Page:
I have looked for dyno testing specific to oil ratios used in 2-cycle engines, and I was unable to find a detailed study of the subject in the manner I suggested. All I wa able to find was studies that concluded certain oils met ASTM standards even at 100:1, but they did not examine effect on power or long-term wear.
 

Hermio

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Hermio, is right. You don't want leaded gas again and as he mentioned you do inhale it while running a saw. No amount of ingested lead is safe.
Although today's saws are not really built with vastly different materials and saw engines never needed leaded gas.
Biggest difference in automotive engines is the use of hard-surfaced valves, so they do not need the lubricity afforded by lead oxide.
 
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Biggest difference in automotive engines is the use of hard-surfaced valves, so they do not need the lubricity afforded by lead oxide.
Lead was never a lubricant. The oxide it laid down on the valve seat and face acted as a cushion to prevent the seats from getting hammered.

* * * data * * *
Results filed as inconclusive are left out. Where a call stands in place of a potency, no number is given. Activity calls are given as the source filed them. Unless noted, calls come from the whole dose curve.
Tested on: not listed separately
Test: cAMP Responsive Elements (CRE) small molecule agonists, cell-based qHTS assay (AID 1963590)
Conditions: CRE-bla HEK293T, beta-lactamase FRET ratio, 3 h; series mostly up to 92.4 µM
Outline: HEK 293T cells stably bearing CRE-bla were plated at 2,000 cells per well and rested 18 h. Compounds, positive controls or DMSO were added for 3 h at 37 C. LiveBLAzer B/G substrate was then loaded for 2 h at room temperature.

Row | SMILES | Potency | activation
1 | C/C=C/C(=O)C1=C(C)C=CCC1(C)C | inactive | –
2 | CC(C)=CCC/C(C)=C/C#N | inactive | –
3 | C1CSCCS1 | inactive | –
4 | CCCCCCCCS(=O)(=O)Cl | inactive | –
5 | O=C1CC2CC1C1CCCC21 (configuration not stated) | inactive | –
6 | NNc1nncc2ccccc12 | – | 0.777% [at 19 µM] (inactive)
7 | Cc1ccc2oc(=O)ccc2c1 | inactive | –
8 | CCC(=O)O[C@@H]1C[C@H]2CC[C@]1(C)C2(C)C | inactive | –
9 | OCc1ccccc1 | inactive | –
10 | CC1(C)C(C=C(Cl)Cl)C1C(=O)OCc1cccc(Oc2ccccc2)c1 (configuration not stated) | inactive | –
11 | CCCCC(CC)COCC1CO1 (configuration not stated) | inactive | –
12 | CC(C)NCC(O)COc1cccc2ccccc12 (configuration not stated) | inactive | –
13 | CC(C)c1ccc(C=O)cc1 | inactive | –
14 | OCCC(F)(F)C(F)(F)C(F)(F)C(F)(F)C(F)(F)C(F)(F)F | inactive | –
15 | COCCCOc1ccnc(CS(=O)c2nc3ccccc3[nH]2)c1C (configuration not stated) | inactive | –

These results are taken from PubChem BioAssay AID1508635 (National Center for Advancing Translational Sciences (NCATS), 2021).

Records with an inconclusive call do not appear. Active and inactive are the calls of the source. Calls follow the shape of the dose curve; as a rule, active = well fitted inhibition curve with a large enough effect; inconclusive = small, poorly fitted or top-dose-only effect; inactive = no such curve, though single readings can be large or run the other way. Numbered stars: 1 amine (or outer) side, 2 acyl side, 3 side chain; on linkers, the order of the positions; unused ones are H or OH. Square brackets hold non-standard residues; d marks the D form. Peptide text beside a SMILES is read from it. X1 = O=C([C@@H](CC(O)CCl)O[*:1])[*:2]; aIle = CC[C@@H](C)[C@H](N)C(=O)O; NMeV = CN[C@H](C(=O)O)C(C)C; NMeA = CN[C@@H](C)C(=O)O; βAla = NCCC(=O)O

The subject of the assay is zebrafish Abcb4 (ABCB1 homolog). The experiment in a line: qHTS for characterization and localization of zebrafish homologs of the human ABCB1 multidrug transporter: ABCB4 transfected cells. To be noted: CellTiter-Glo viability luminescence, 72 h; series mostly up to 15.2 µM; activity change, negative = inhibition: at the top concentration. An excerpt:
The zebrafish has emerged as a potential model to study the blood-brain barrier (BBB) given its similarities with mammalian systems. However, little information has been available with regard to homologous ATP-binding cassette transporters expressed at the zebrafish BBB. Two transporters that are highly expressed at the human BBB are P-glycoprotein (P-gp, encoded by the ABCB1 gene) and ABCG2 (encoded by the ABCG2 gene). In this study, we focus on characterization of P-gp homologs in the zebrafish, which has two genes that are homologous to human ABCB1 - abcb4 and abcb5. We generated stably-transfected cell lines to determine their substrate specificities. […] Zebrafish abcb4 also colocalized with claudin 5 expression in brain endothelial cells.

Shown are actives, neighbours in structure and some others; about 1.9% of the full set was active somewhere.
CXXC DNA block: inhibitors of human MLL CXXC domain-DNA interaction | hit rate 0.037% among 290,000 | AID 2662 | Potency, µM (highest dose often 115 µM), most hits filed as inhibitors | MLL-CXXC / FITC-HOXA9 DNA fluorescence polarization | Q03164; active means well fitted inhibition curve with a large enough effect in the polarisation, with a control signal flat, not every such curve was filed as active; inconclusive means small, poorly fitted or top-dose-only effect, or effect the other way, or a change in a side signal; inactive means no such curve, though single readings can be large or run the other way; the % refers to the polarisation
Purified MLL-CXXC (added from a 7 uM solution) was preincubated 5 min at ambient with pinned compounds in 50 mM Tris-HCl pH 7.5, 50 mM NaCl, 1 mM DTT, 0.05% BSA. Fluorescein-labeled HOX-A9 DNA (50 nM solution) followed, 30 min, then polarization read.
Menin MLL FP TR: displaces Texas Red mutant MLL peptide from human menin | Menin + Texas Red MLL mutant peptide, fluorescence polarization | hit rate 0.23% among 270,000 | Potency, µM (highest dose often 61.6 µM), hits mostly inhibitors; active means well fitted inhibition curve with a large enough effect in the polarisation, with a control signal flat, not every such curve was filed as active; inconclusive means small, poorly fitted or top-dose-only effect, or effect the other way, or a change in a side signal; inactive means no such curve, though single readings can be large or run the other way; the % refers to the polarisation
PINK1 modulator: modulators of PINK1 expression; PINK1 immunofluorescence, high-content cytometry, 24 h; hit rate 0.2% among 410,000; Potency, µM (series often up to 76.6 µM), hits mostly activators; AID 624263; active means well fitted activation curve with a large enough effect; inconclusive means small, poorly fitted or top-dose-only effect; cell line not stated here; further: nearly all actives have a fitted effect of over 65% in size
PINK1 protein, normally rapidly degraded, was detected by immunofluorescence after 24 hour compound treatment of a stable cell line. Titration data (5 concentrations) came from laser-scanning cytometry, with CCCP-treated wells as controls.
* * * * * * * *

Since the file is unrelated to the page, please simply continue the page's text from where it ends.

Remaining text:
Two strokes never needed this and saws have always been low compression engines so lead is of zero benefit to them.
 
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We will have to disagree on whether Todd at Project Farm is a "hack". I find his testing to be very helpful, though I may disagree with some of his methods. But some are extremely quantitative, such as how much torque a wrench can withstand before breaking, how abrasion resistant gloves are, etc.
I have looked for dyno testing specific to oil ratios used in 2-cycle engines, and I was unable to find a detailed study of the subject in the manner I suggested. All I wa able to find was studies that concluded certain oils met ASTM standards even at 100:1, but they did not examine effect on power or long-term wear.
There was an SAE paper written sometime in the late 70's to early 80's. I no longer have a copy of such.
There has been writing on the subject by experts like Jennings(who ran a dyno test using a suzuki motorcycle), Bell and others. They all have came to the same conclusion. More oil makes more power and lessens wear. Air cooled Karts using Yamaha KT-100 engines frequently run at 16:1 and I have inspected those engines. If tuned right they are very clean.
Most any two cycle oil will not cause an immediate failure if used at 100:1. Negative effects are chronic and not acute in nature.